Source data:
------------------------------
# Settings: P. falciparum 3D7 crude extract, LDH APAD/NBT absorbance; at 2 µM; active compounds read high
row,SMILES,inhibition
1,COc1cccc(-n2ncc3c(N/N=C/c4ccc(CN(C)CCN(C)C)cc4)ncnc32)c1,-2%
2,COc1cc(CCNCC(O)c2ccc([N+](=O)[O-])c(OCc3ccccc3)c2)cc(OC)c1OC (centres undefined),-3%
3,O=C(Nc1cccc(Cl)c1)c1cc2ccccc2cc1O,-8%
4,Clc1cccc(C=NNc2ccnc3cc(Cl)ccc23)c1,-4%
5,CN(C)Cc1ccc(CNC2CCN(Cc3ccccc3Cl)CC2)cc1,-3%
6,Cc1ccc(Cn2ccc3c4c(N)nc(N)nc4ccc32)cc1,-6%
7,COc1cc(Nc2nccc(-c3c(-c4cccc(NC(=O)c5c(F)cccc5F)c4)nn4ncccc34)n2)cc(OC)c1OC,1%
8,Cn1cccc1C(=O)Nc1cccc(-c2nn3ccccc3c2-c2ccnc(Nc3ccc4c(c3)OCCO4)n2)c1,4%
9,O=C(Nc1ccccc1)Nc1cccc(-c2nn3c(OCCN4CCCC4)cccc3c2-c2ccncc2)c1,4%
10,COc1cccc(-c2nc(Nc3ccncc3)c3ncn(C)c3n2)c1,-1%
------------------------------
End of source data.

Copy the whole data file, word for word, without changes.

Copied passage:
# Settings: P. falciparum 3D7 crude extract, LDH APAD/NBT absorbance; at 2 µM; active compounds read high
row,SMILES,inhibition
1,COc1cccc(-n2ncc3c(N/N=C/c4ccc(CN(C)CCN(C)C)cc4)ncnc32)c1,-2%
2,COc1cc(CCNCC(O)c2ccc([N+](=O)[O-])c(OCc3ccccc3)c2)cc(OC)c1OC (centres undefined),-3%
3,O=C(Nc1cccc(Cl)c1)c1cc2ccccc2cc1O,-8%
4,Clc1cccc(C=NNc2ccnc3cc(Cl)ccc23)c1,-4%
5,CN(C)Cc1ccc(CNC2CCN(Cc3ccccc3Cl)CC2)cc1,-3%
6,Cc1ccc(Cn2ccc3c4c(N)nc(N)nc4ccc32)cc1,-6%
7,COc1cc(Nc2nccc(-c3c(-c4cccc(NC(=O)c5c(F)cccc5F)c4)nn4ncccc34)n2)cc(OC)c1OC,1%
8,Cn1cccc1C(=O)Nc1cccc(-c2nn3ccccc3c2-c2ccnc(Nc3ccc4c(c3)OCCO4)n2)c1,4%
9,O=C(Nc1ccccc1)Nc1cccc(-c2nn3c(OCCN4CCCC4)cccc3c2-c2ccncc2)c1,4%
10,COc1cccc(-c2nc(Nc3ccncc3)c3ncn(C)c3n2)c1,-1%